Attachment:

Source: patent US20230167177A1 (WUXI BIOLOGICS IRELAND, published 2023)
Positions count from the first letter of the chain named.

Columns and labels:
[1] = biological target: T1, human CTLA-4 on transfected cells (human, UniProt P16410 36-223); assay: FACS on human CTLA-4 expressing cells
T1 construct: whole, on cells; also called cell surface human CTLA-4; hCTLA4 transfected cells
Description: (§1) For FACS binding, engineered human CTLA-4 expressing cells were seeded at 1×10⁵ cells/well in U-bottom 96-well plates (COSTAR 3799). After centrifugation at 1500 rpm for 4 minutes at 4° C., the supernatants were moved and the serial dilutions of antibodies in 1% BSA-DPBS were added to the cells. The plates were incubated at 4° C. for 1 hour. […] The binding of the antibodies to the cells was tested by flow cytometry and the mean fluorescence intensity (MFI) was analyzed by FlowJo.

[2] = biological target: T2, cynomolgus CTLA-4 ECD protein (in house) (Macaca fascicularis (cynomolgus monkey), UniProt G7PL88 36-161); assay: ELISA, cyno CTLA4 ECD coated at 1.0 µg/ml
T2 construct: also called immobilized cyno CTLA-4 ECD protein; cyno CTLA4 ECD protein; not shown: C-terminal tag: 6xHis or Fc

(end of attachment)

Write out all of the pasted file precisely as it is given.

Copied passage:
Source: patent US20230167177A1 (WUXI BIOLOGICS IRELAND, published 2023)
Positions count from the first letter of the chain named.

Columns and labels:
[1] = biological target: T1, human CTLA-4 on transfected cells (human, UniProt P16410 36-223); assay: FACS on human CTLA-4 expressing cells
T1 construct: whole, on cells; also called cell surface human CTLA-4; hCTLA4 transfected cells
Description: (§1) For FACS binding, engineered human CTLA-4 expressing cells were seeded at 1×10⁵ cells/well in U-bottom 96-well plates (COSTAR 3799). After centrifugation at 1500 rpm for 4 minutes at 4° C., the supernatants were moved and the serial dilutions of antibodies in 1% BSA-DPBS were added to the cells. The plates were incubated at 4° C. for 1 hour. […] The binding of the antibodies to the cells was tested by flow cytometry and the mean fluorescence intensity (MFI) was analyzed by FlowJo.

[2] = biological target: T2, cynomolgus CTLA-4 ECD protein (in house) (Macaca fascicularis (cynomolgus monkey), UniProt G7PL88 36-161); assay: ELISA, cyno CTLA4 ECD coated at 1.0 µg/ml
T2 construct: also called immobilized cyno CTLA-4 ECD protein; cyno CTLA4 ECD protein; not shown: C-terminal tag: 6xHis or Fc